Egypt's culture ministry to publish book that shows Tiran and Sanafir are Saudi

Ahram Online , Monday 15 Aug 2016

The book, which was published recently by the Geographic Society and will be reissued by the ministry, contains maps and other documents supporting the Saudi claim

Helmy El-Namnam
Egypt's Minister of Culture Helmy El-Namnam (Photo: Al Ahram)

Minister of Culture Helmy El-Namnam has said that his ministry is planning to release a book that comprises maps and documents showing that the islands of Tiran and Sanafir in the Red Sea fall within Saudi waters, Al-Ahram Arabic website reported.

In April the Egyptian government made a controversial decision to recognise the two islands, currently under Egyptain control, as belonging to Saudi Arabia. The government has said that the islands have always been under Saudi Arabian sovereignty and were only being administered by Egypt temporarily.

The minister's statement on the book release was later clarified by Sayed El-Husseiny, head of the Geographic Society, who told Al-Ahram Arabic that the society had already released the aforementioned book, titled The Political Geography of the Aqaba Gulf and Tiran and Sanafir Islands, and co-authored by El-Husseiny and Fathy Abo-Eyana, a geography professor at Alexandria University.

“The culture minister got hold of the book and admired it, and so decided to publish another edition for the public,” El-Husseiny told Mennatallah El-Abyad of Al-Ahram Arabic.

El-Namnam originally announced the book would be published in a lecture titled “On Tiran and Sanafir and International Law” held at the Supreme Council of Culture on 10 August.

El-Namnam stated that the book by the Geographic Society had been the result of a previous talk also held at the council's premises which discussed the two islands.

“The point of view that holds that both islands are Egyptian must be respected because it is out of love for one’s country,” added El-Namnam at the lecture.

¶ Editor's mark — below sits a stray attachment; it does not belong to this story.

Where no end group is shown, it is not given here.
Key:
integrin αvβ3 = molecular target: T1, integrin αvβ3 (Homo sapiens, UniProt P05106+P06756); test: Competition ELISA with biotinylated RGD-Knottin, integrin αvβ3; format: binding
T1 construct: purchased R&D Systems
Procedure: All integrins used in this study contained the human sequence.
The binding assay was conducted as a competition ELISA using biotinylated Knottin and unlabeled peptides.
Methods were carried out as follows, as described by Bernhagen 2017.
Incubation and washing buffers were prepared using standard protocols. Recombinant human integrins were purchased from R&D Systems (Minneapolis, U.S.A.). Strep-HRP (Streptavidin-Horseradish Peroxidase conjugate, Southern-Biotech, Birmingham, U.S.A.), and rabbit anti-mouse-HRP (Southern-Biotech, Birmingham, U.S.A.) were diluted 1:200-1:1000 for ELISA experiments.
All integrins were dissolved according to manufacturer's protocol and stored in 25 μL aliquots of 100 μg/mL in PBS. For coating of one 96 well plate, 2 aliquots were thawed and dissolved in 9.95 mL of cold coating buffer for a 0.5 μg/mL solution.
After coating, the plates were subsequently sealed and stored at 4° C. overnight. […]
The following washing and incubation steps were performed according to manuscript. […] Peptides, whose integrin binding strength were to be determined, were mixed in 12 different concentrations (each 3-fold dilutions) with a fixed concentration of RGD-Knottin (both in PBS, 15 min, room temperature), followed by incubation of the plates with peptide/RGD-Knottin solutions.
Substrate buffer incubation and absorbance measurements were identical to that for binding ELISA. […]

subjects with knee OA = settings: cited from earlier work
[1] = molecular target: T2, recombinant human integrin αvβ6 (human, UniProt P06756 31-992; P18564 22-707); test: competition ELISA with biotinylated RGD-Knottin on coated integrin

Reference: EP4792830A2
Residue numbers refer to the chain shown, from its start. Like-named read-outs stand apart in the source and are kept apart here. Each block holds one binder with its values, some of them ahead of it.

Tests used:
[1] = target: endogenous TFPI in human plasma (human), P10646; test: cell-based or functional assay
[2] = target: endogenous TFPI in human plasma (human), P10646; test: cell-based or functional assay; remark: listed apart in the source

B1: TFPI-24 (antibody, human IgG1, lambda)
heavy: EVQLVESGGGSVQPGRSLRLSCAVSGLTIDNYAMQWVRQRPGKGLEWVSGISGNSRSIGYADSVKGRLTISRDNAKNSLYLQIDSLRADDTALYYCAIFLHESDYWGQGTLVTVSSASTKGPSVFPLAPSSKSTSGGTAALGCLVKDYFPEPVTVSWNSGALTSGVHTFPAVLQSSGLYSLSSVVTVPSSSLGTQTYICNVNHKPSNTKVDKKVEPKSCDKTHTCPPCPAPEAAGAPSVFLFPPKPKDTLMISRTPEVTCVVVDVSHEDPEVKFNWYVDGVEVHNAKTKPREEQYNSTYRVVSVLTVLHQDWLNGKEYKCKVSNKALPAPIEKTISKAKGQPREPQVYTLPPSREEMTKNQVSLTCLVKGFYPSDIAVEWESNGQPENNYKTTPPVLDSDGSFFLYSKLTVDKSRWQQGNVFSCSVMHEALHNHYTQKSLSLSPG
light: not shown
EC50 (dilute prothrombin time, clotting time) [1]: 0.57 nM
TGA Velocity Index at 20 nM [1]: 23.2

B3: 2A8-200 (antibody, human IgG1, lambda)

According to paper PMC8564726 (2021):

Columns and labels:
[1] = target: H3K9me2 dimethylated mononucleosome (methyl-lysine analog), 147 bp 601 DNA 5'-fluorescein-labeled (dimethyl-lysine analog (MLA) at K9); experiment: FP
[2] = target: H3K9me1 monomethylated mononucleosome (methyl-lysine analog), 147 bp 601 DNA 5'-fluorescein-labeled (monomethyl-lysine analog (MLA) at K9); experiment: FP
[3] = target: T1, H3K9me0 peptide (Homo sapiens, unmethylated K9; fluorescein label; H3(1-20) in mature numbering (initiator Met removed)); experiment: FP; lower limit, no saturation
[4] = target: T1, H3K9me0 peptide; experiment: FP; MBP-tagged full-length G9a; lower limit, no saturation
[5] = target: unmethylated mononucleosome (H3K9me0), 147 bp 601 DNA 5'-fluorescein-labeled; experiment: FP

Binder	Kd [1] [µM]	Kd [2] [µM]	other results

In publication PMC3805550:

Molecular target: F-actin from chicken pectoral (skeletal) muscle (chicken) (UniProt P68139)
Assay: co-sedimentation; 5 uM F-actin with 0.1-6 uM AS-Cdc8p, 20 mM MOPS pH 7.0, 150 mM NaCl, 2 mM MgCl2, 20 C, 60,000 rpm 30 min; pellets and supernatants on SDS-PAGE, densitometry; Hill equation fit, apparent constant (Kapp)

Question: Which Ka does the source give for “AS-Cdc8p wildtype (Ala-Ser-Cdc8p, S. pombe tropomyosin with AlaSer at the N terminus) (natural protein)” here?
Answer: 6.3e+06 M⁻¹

“The book recently published by the geographic society contains documents and historical maps that prove the island’s belong to Saudi Arabia, and it was not sponsored be either the culture ministry or any other entity,” El-Husseiny told El-Abyad.

The culture ministry had released two statements, the first stating “a book will be released by the Geographic Society supported by the Supreme Council of Culture,” which stirred some confusion.

A second statement was released by the ministry after this referring to a book “that already exists, released by the Geographic Society, containing maps and documents related to the islands' case.”

In April, the Egyptian cabinet released a statement announcing that the joint Egyptian-Saudi technical maritime border drawing process had determined that the islands of Tiran and Sanafir in the Red Sea fall within Saudi waters.

The statement added that the determination that the two islands fall within Saudi regional waters was the culmination of a six-year process of studies and eleven rounds of negotiations between the two sides.

The maritime border demarcation agreement had come as part of a visit made by King Salman Bin Abdel-Aziz of Saudi Arabia to Egypt in April, during which the two countries signed a number of political and economic agreements.

The decision quickly sparked a debate, and many Egyptians opposed the Egyptian-Saudi islands deal, sharing what they claimed to be evidence to the contrary such as maps, documents and videos of speeches asserting that they are Egyptian territory.

Demonstrations took place in Cairo and other govenrorates against the deal, during which dozens of people, including activists, lawyers and journalists, were arrested.

Moreover, Khaled Ali and a number of other lawyers filed a lawsuit with Egypt's Administrative Court at the State Council arguing that Egyptian President Abdel-Fattah El-Sisi, Prime Minister Sherif Ismail and Speaker of Parliament Ali Abdel Al had wrongfully waived Egyptian sovereignty rights over the two islands.

In June, the Administrative Court ruled that the Saudi-Egyptian agreement was void, thus putting the two islands under Egyptian sovereignty.

The decision was followed by an appeal by Egypt's State Lawsuits Authority – the body representing the government in legal cases – which has yet to be ruled on.

The deal, should it go ahead, will be presented to the House of Representatives to be discussed and ratified. 

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